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Terra Incognita: A Novel of the Roman Empire (Novels of the Roman Empire) Paperback – March 3, 2009


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Terra Incognita: A Novel of the Roman Empire (Novels of the Roman Empire) + Persona Non Grata: A Novel of the Roman Empire (Novels of the Roman Empire) + Medicus: A Novel of the Roman Empire (Novels of the Roman Empire)
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Product Details

  • Series: Novels of the Roman Empire
  • Paperback: 400 pages
  • Publisher: Bloomsbury USA; Reprint edition (March 3, 2009)
  • Language: English
  • ISBN-10: 1596915188
  • ISBN-13: 978-1596915183
  • Product Dimensions: 5.5 x 1 x 8.2 inches
  • Shipping Weight: 12 ounces (View shipping rates and policies)
  • Average Customer Review: 4.2 out of 5 stars  See all reviews (72 customer reviews)
  • Amazon Best Sellers Rank: #695,300 in Books (See Top 100 in Books)

Editorial Reviews

From Publishers Weekly

Starred Review. A judicious use of humor and a memorable protagonist lift Downie's sequel to her bestselling debut, Medicus (2007). Toward the beginning of Hadrian's reign in A.D. 118, Gaius Petreius Ruso, a doctor originally from Gaul, has attached himself to a contingent of the Roman army, the 10th Batavians, en route to the northern edge of the Roman Empire in Britannia. When Felix, a soldier, is found beheaded, the prefect of the 10th Batavians, Decianus, assigns Ruso to investigate, despite a confession to the murder by Thessalus, retiring medic to the Tenth Batavians Bedbugs. Decianus is concerned that the attack presages further unrest from the locals, who ascribe the killing to their antlered god, Cernunnos. Reluctantly, Ruso probes Thessalus's motives for admitting the crime and finds that many others also had an interest in seeing Felix dead. This well-researched novel places Downie alongside such established masters of the Roman historical as Steven Saylor and Rosemary Rowe. (Mar.)
Copyright © Reed Business Information, a division of Reed Elsevier Inc. All rights reserved. --This text refers to an out of print or unavailable edition of this title.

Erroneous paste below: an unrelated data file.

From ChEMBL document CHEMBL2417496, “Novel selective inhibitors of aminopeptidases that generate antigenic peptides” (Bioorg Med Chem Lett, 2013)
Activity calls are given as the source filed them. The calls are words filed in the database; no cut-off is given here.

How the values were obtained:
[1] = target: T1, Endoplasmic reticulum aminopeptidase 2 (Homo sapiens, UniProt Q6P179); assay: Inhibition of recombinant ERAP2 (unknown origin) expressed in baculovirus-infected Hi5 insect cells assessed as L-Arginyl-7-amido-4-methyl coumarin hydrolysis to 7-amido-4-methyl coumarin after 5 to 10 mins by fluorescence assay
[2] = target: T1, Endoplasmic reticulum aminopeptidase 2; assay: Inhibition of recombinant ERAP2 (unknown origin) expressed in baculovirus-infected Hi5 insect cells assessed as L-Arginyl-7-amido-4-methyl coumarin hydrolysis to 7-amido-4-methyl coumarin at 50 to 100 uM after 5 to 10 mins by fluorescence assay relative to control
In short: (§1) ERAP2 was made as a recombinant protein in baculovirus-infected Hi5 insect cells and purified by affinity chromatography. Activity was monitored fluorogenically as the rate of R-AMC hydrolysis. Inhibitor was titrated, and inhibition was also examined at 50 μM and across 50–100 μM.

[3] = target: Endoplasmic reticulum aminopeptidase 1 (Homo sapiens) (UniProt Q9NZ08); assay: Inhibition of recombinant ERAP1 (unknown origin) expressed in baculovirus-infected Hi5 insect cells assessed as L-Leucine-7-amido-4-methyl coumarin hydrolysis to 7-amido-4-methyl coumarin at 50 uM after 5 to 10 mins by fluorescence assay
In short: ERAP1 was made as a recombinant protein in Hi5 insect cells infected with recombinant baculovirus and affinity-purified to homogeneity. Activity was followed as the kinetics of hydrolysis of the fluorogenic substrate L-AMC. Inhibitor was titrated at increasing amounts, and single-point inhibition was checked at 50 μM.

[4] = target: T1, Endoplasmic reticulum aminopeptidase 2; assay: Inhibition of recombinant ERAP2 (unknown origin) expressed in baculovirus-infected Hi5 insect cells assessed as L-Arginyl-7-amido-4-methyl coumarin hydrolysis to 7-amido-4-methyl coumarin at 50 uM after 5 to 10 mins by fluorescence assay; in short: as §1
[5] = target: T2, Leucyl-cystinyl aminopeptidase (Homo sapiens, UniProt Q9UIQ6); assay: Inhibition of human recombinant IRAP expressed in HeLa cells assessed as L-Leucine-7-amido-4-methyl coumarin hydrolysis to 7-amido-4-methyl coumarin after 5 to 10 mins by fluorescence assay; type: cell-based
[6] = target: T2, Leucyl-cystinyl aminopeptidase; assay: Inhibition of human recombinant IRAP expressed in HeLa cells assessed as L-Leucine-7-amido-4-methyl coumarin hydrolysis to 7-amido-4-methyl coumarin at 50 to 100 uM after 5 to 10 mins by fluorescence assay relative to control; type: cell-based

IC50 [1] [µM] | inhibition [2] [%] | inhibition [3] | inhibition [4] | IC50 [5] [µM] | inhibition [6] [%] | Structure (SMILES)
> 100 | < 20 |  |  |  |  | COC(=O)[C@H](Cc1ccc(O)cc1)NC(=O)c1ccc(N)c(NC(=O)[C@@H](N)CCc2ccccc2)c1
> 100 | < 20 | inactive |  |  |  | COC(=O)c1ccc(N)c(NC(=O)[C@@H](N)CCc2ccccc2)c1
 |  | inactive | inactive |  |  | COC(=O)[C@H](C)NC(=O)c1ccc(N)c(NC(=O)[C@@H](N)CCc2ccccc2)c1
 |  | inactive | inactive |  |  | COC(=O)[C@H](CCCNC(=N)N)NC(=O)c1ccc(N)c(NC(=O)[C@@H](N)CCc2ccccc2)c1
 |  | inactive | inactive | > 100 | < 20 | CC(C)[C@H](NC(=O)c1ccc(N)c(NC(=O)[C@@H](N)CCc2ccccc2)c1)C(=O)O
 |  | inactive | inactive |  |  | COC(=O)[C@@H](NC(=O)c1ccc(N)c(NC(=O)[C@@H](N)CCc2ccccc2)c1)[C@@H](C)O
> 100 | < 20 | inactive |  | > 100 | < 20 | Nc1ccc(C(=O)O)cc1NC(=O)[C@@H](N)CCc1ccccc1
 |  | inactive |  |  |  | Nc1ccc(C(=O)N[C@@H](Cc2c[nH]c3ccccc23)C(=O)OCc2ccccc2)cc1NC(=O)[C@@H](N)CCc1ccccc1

Review

“In Downie's second mystery featuring Roman-era army doc Gaius Ruso, the sawbones is now stationed on the outskirts of Britain and investigating the ritualistic beheading of a soldier. But is the knife-wielding killer a local or a comrade?

Movie Pitch                                                                                                                                 Prime Suspect meets Rome.

Lowdown                                                                                                                             Downie's attention to day-in-the-life period details, judiciously doled-out twists, and dry British humor make Incognita one hell of a toga party. B+”—Entertainment Weekly

 "a lively sequel...Ruso rocks. Let’s hear it for those Romans.”Kirkus Reviews (starred review)  "This well-researched novel places Downie alongside such established masters of the Roman historical as Steven Saylor and Rosemary Rowe.”Publishers Weekly (starred review)

“If you missed Downie's debut novel, Medicus, which introduced regimental doctor Gaius Petreius Ruso and his slave/housekeeper Tilla, you'll want to get caught up. This book, which is even better than the first, opens with the pair headed to northern outposts, where Ruso hopes to gain some advancement...This is a terrific series that historical mystery fans shouldn't miss - Downie's knowledge of Roman military medicine is phenomenal - but you do need the background of the first book.”—Margaret Cannon, Globe and Mail

--This text refers to an out of print or unavailable edition of this title.

More About the Author

Ruth (RS) Downie graduated from university with an English degree and a plan to get married and live happily ever after. She is still working on it. In the meantime she is also the New York Times bestselling author of a mystery series featuring Roman doctor Gaius Petreius Ruso.

The latest book is Tabula Rasa, set during the building of Hadrian's Wall.

The previous five are:

Medicus (the first story, published as 'Medicus/Ruso and the Disappearing Dancing Girls' in the UK and Australia)

Terra Incognita ('Ruso and the Demented Doctor')

Persona non Grata ('Ruso and the Root of All Evils')

Caveat Emptor ('Ruso and the River of Darkness')

Semper Fidelis (at last, only one title everywhere!)

Ruth is not the RS Downie who writes real medical textbooks. Absolutely none of the medical advice in the Ruso books should be followed. Roman and Greek doctors were very wise about many things but they were also known to prescribe donkey dung and boiled cockroaches.

Find out more at www.ruthdownie.com

Customer Reviews

I am looking forward to a third book in the series.
musdent
She has fine characters, an extremely likeable protagonist, a good sense of historical place, and a good sense of plotting.
Suzanne Cross
Terra Incognita: A Novel of the Roman Empire by Ruth Downie is a very funny and interesting murder mystery set in AD 128.
Sam Muscare

Most Helpful Customer Reviews

38 of 38 people found the following review helpful By Suzanne Cross on March 14, 2008
Format: Hardcover Verified Purchase